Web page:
The Alaska Observer
In one week most Alaskans will receive the Alaska Permanent Fund dividend, many through the magic of direct deposit. We'll wake up to find well over $800 awaiting us in a bank account we designated back in the spring upon filing dividend applications. This annual ritual is of course very nice for each of us as we contemplate how best to expend these funds. Whether toward the payment of pre-existing debt, or the acquisition of some choice good or service that we otherwise should forego, the extra money is pleasing, in the way that capitalism envisions the relief from scarcity ought to be.
This year Alaskans will be the beneficiaries of some other pennies from heaven, whose similarity to the permanent fund dividend bear consideration. It seems to make at least a little sense to reflect on good things when times are good, because often when things are less good, it's harder to focus one's thoughts on comfortable moments gone by.
First, we've heard a lot lately about so-called "pork barrel" spending and "bridges to nowhere." With all due respect for those calling for the rededication of funds to hurricane relief efforts, I think there are some shallow arguments going on here. Many, if not most, dollars spent by the federal government engender some sort of criticism. Many of these criticisms have some merit, but a big-picture assessment of the way money is spent over time ought to underlie them all. States with small populations are dependent upon the longevity of their congressional delegations to get sizable allocations over the long haul. As anyone who hasn't been frozen in glacial ice for a decade knows, Alaska is near the apogee of a longevity cycle. With that comes high levels of funding, such as is contained in Congressman Don Young's transportation bill. Personally, I resent a bridge from the Port of Anchorage to Point McKenzie being called a bridge to nowhere, but perhaps that's my bias being a former Valley resident. And to those who think there's no sense in connecting Revillagigedo and Gravina Islands, I submit that many in Douglas held similar sentiments when the first Gastineau Channel crossing was debated and built. I suspect that most of those calling for the rescission of transportation project appropriations were against them before Katrina wreaked havoc on the Gulf Coast. For those not predisposed against the targeted projects, I say, if you think we can just give this money back now and see it replaced anytime soon, you haven't followed the workings of Congress lately.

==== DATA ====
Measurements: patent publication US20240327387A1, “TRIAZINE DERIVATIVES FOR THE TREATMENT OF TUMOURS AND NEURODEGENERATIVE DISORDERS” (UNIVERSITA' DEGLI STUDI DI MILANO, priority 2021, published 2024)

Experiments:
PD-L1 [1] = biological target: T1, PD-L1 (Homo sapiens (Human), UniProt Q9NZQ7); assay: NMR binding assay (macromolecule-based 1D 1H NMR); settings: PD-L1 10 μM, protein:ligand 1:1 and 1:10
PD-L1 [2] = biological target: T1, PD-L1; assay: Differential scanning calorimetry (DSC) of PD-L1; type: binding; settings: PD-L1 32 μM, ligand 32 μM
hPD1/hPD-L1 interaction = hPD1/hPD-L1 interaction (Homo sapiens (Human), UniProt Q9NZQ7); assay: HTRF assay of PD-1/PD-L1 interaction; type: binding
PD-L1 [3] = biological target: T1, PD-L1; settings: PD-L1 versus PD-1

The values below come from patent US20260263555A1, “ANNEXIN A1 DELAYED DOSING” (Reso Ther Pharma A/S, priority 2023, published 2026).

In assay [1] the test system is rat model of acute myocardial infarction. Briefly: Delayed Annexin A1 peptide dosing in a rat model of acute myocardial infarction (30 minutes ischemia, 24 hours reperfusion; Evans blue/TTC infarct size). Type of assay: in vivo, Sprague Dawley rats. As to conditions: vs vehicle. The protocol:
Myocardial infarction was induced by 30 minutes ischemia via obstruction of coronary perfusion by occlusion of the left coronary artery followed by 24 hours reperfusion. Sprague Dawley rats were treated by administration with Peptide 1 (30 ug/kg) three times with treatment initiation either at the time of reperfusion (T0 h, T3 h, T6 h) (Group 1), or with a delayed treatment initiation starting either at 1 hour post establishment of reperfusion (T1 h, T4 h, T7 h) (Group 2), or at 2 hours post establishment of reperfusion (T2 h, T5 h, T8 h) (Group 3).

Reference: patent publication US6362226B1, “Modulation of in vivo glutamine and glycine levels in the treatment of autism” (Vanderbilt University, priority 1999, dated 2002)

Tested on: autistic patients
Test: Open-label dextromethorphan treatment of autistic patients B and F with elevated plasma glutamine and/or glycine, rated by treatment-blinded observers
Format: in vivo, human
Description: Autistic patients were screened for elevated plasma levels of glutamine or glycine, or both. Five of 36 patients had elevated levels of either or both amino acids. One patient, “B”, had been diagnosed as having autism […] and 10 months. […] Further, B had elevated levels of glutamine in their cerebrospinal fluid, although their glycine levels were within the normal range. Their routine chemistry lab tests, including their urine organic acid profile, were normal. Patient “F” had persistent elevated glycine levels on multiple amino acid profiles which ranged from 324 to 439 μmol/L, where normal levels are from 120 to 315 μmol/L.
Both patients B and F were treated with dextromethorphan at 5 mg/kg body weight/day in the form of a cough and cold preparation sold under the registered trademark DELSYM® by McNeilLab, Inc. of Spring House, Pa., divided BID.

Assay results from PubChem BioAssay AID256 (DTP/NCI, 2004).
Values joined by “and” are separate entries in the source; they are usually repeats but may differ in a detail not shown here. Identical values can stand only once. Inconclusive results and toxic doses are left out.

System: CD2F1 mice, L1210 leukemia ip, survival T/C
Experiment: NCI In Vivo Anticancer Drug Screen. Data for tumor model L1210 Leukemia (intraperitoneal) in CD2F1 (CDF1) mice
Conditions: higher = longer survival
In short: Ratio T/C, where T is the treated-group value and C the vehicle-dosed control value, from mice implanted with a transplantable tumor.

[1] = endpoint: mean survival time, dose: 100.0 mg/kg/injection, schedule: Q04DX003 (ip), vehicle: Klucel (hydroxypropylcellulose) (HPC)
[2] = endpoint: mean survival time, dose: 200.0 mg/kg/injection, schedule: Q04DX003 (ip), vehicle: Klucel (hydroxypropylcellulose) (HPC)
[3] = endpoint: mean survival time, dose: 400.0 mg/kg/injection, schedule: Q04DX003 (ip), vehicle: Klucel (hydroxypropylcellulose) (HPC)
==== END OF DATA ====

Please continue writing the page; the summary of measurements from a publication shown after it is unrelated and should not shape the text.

The other embarrass de richesse Alaskans are now facing is the enormous budget surplus we'll see in the current fiscal year. Having been a legislative aide for half a decade when the fiscal gap occupied every one's thoughts, it is a little bewildering that so much money is coming in now, but even crazier is the effect this massive income produces. The Alaska Legislature was barely able to grapple with the inherent instability in the state's budget when we were running a deficit - now that we're bucks up, it becomes almost impossible. This is because it is only the threat of a depleted constitutional budget reserve, and raids on the permanent fund, that seems able to generate dialogue about other means of annual support for state services. Simply speaking, our trust fund makes us hesitant about getting a day job. I am very grateful for the work of the legislative leadership over the past ten years in whittling down operating expenses, and to Governor Murkowski for keeping a sharp eye on current spending. At the same time, I know that we're at the point now where putting some new funding streams into place is a wise idea. I only hope that it is possible for those writing budgets to sidestep the piles of money in the Capitol and keep their eyes on the worthy goal of a long-term plan that will endure the current bonanza in oil prices.
At the end of the day, whether it is a permanent fund dividend in one's personal bank account, generous allocation of federal funds, thanks to our long-lived and shrewd congressional delegation, or barrelfuls of cash into state coffers from high oil prices, money alone isn't going to buy us happiness. But the satisfaction of appreciating how fortunate we are, combined with the prudent expenditure of the resources we have on things that are sustainable and will benefit large numbers of Alaskans, are as wise a course to follow as we may hope to do.
Benjamin Brown was born in Anchorage, raised in Palmer and is now lucky enough to call Juneau home, a fact he tries to remember each and every day.
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